China’s commitments cover the right to distribute video and sound recordings and cinema ownership and operation. For video and sound recordings, China will allow 49% foreign participation in joint ventures engaged in the distribution of these products. China has also agreed to import 40 films after accession growing to 50 films in three years, of which 20 films will be revenue sharing.


Hotels: China will allow unrestricted access to the Chinese market for hotel operators with the ability to set up 100% foreign owned hotels in 3 years, with majority ownership allowed upon accession.


Commitments in China’s WTO Protocol and Working Party Report establish rights and obligations enforceable through WTO dispute settlement procedures. We have agreed on key provisions relating to antidumping and subsidies, protection against import surges, technology transfer requirements and offsets as well as practices of state-owned and state-invested enterprises. These rules are of special importance to U.S. workers and business.

China has agreed to implement the TRIMs Agreement upon accession, eliminate and cease enforcing trade and foreign exchange balancing requirements, eliminate and cease enforcing local content requirements, refuse to enforce contracts imposing these requirements; and only impose or enforce laws or other provisions relating to the transfer of technology or other know-how, if they are in accordance with the WTO agreements on protection of intellectual property rights and trade-related investment measures.

These provisions will also help protect American firms against forced technology transfers, as China has also agreed that, upon accession, it will not condition investment approvals, import licenses, or any other import approval process on performance requirements of any kind, including: local content requirements, offsets, transfer of technology, or requirements to conduct research and development in China.


The agreed protocol provisions ensure that American firms and workers will have strong protection against unfair trade practices including dumping and subsidies. The U.S. and China have agreed that we will be able to maintain our current antidumping methodology (treating China as a non-market economy) in future anti-dumping cases without risk of legal challenge. This provision will remain in force for 15 years after China’s accession to the WTO. Moreover, when we apply our countervailing duty law to China we will be able to take the special characteristics of China’s economy into account when we identify and measure any subsidy benefit that may exist.


The agreed provisions for the protocol package also ensure that American domestic firms and workers will have strong protection against rapid increases of imports.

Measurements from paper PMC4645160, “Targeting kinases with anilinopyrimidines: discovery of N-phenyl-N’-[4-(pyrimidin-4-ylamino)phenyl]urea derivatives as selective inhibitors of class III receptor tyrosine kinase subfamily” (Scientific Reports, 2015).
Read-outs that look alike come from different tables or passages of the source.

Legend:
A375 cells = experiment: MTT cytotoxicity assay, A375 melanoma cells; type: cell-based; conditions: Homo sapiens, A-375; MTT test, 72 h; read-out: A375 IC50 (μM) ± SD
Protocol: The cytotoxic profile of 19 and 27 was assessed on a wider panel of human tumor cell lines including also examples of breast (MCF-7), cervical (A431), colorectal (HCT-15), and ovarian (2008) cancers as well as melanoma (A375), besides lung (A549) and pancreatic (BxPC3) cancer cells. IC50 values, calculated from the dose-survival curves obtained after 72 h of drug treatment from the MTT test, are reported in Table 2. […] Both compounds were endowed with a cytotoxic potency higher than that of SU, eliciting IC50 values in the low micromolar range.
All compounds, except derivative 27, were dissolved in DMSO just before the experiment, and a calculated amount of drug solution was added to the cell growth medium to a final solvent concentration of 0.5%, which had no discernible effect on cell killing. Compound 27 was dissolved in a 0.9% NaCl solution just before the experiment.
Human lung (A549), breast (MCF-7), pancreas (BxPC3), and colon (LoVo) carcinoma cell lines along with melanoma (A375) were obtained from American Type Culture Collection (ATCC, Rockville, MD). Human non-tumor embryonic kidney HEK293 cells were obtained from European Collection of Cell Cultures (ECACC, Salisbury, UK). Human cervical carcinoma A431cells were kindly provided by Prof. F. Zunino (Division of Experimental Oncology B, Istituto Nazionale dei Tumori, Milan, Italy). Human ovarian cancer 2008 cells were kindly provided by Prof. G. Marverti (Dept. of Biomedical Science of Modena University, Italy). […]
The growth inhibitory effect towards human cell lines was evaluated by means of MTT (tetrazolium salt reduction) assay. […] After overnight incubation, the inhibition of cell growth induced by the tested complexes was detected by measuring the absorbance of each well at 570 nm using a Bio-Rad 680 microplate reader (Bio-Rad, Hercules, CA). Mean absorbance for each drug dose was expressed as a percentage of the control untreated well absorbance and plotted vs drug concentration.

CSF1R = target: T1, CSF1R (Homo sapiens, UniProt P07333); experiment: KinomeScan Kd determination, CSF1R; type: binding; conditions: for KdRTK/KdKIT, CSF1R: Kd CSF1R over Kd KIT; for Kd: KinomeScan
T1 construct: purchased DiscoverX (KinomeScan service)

To do this, the Product-Specific Safeguard provision sets up a special mechanism to address increased imports that cause or threaten to cause market disruption to a U.S. industry. China is a major exporting country that enjoys open access to U.S. markets. This mechanism, which is in addition to other WTO Safeguards provisions, differs from traditional safeguard measures. It permits United States to address imports solely from China, rather than from the whole world, that are a significant cause of material injury through measures such as import restrictions. Moreover, the United States will be able to apply restraints unilaterally based on legal standards that are lower than those in the WTO Safeguards Agreement. This provision will remain in force for 12 years after China accedes to the WTO.


The Protocol addresses important issues related to the Chinese government’s involvement in the economy. China has agreed that it will ensure that state-owned and state-invested enterprises will make purchases and sales based solely on commercial considerations, such as price, quality, availability and marketability, provide U.S. firms with the opportunity to compete for sales and purchases on non-discriminatory terms and conditions.

China has also agreed that it will not influence these commercial decisions (either directly or indirectly) except in a WTO consistent manner. With respect to applying WTO rules to state-owned and state-invested enterprises, we have clarified in several ways that these firms are subject to WTO disciplines.

-Purchases of goods or services by these state-owned and state-invested enterprises do not constitute "government procurement" and thus are subject to WTO rules.

-We have clarified the status of state-owned and state-invested enterprises under the WTO Agreement on Subsidies and Countervailing Measures. This will help ensure that we can effectively apply our trade law to these enterprises when it is appropriate to do so.


China’s protocol package will include a provision drawn from our 1997 bilateral textiles agreement, which permits U.S. companies and workers to respond to increased imports of textile and apparel products. This textile safeguard will remain in the effect until December 31, 2008 which is after the WTO agreement on Textile and Clothing expires.